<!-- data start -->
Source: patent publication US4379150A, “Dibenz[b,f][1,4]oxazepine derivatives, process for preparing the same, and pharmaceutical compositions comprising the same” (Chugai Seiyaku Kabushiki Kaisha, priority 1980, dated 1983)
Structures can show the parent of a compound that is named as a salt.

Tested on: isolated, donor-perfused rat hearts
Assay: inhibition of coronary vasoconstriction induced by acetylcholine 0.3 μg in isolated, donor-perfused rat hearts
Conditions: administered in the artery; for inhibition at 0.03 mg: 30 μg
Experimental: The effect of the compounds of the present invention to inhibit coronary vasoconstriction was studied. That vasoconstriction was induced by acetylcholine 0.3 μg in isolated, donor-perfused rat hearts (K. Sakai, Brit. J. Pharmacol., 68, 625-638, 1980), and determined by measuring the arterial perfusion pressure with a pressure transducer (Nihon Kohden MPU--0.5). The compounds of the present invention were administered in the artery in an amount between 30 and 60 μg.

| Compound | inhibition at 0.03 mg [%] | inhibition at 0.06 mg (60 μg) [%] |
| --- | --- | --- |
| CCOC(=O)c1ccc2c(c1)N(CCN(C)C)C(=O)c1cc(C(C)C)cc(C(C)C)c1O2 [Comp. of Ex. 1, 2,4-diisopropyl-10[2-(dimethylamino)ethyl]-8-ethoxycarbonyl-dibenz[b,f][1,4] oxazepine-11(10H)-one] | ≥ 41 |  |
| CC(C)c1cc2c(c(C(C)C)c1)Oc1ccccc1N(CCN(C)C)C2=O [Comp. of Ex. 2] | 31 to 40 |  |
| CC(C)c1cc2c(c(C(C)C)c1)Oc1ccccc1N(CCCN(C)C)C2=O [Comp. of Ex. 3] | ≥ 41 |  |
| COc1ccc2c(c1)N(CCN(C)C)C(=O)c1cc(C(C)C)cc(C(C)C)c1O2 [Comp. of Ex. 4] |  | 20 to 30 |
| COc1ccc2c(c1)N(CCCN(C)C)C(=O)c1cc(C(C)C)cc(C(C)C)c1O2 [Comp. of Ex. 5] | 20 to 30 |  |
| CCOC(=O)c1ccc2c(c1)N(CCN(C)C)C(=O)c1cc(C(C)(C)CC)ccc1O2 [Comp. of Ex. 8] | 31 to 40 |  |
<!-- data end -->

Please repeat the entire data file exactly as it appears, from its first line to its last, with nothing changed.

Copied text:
Source: patent publication US4379150A, “Dibenz[b,f][1,4]oxazepine derivatives, process for preparing the same, and pharmaceutical compositions comprising the same” (Chugai Seiyaku Kabushiki Kaisha, priority 1980, dated 1983)
Structures can show the parent of a compound that is named as a salt.

Tested on: isolated, donor-perfused rat hearts
Assay: inhibition of coronary vasoconstriction induced by acetylcholine 0.3 μg in isolated, donor-perfused rat hearts
Conditions: administered in the artery; for inhibition at 0.03 mg: 30 μg
Experimental: The effect of the compounds of the present invention to inhibit coronary vasoconstriction was studied. That vasoconstriction was induced by acetylcholine 0.3 μg in isolated, donor-perfused rat hearts (K. Sakai, Brit. J. Pharmacol., 68, 625-638, 1980), and determined by measuring the arterial perfusion pressure with a pressure transducer (Nihon Kohden MPU--0.5). The compounds of the present invention were administered in the artery in an amount between 30 and 60 μg.

| Compound | inhibition at 0.03 mg [%] | inhibition at 0.06 mg (60 μg) [%] |
| --- | --- | --- |
| CCOC(=O)c1ccc2c(c1)N(CCN(C)C)C(=O)c1cc(C(C)C)cc(C(C)C)c1O2 [Comp. of Ex. 1, 2,4-diisopropyl-10[2-(dimethylamino)ethyl]-8-ethoxycarbonyl-dibenz[b,f][1,4] oxazepine-11(10H)-one] | ≥ 41 |  |
| CC(C)c1cc2c(c(C(C)C)c1)Oc1ccccc1N(CCN(C)C)C2=O [Comp. of Ex. 2] | 31 to 40 |  |
| CC(C)c1cc2c(c(C(C)C)c1)Oc1ccccc1N(CCCN(C)C)C2=O [Comp. of Ex. 3] | ≥ 41 |  |
| COc1ccc2c(c1)N(CCN(C)C)C(=O)c1cc(C(C)C)cc(C(C)C)c1O2 [Comp. of Ex. 4] |  | 20 to 30 |
| COc1ccc2c(c1)N(CCCN(C)C)C(=O)c1cc(C(C)C)cc(C(C)C)c1O2 [Comp. of Ex. 5] | 20 to 30 |  |
| CCOC(=O)c1ccc2c(c1)N(CCN(C)C)C(=O)c1cc(C(C)(C)CC)ccc1O2 [Comp. of Ex. 8] | 31 to 40 |  |